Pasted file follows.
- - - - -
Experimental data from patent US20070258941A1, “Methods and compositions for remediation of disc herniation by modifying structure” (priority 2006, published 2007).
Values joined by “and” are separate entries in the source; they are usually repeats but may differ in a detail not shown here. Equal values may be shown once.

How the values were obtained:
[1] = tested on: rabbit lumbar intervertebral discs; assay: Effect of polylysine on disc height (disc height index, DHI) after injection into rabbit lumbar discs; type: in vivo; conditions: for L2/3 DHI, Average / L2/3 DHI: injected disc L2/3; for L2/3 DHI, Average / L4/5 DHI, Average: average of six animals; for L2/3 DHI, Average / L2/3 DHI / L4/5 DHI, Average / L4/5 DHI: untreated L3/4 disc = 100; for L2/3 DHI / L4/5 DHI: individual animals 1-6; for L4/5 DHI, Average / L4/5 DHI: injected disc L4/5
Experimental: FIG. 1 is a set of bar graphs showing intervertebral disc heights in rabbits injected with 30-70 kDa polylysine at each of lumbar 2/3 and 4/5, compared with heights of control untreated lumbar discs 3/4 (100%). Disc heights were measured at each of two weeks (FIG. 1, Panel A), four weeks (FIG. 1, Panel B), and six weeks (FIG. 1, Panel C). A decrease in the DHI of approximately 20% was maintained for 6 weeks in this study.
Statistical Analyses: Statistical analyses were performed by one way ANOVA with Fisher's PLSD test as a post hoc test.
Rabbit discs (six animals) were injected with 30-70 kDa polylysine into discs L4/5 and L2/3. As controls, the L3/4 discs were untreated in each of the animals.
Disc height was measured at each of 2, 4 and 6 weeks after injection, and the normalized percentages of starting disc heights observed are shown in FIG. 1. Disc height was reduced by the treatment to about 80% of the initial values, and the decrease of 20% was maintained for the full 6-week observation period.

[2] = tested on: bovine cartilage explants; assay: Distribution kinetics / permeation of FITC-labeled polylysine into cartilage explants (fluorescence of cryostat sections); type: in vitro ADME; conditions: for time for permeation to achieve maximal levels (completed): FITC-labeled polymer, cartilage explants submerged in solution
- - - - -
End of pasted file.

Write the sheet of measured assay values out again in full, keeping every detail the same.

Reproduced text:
Experimental data from patent US20070258941A1, “Methods and compositions for remediation of disc herniation by modifying structure” (priority 2006, published 2007).
Values joined by “and” are separate entries in the source; they are usually repeats but may differ in a detail not shown here. Equal values may be shown once.

How the values were obtained:
[1] = tested on: rabbit lumbar intervertebral discs; assay: Effect of polylysine on disc height (disc height index, DHI) after injection into rabbit lumbar discs; type: in vivo; conditions: for L2/3 DHI, Average / L2/3 DHI: injected disc L2/3; for L2/3 DHI, Average / L4/5 DHI, Average: average of six animals; for L2/3 DHI, Average / L2/3 DHI / L4/5 DHI, Average / L4/5 DHI: untreated L3/4 disc = 100; for L2/3 DHI / L4/5 DHI: individual animals 1-6; for L4/5 DHI, Average / L4/5 DHI: injected disc L4/5
Experimental: FIG. 1 is a set of bar graphs showing intervertebral disc heights in rabbits injected with 30-70 kDa polylysine at each of lumbar 2/3 and 4/5, compared with heights of control untreated lumbar discs 3/4 (100%). Disc heights were measured at each of two weeks (FIG. 1, Panel A), four weeks (FIG. 1, Panel B), and six weeks (FIG. 1, Panel C). A decrease in the DHI of approximately 20% was maintained for 6 weeks in this study.
Statistical Analyses: Statistical analyses were performed by one way ANOVA with Fisher's PLSD test as a post hoc test.
Rabbit discs (six animals) were injected with 30-70 kDa polylysine into discs L4/5 and L2/3. As controls, the L3/4 discs were untreated in each of the animals.
Disc height was measured at each of 2, 4 and 6 weeks after injection, and the normalized percentages of starting disc heights observed are shown in FIG. 1. Disc height was reduced by the treatment to about 80% of the initial values, and the decrease of 20% was maintained for the full 6-week observation period.

[2] = tested on: bovine cartilage explants; assay: Distribution kinetics / permeation of FITC-labeled polylysine into cartilage explants (fluorescence of cryostat sections); type: in vitro ADME; conditions: for time for permeation to achieve maximal levels (completed): FITC-labeled polymer, cartilage explants submerged in solution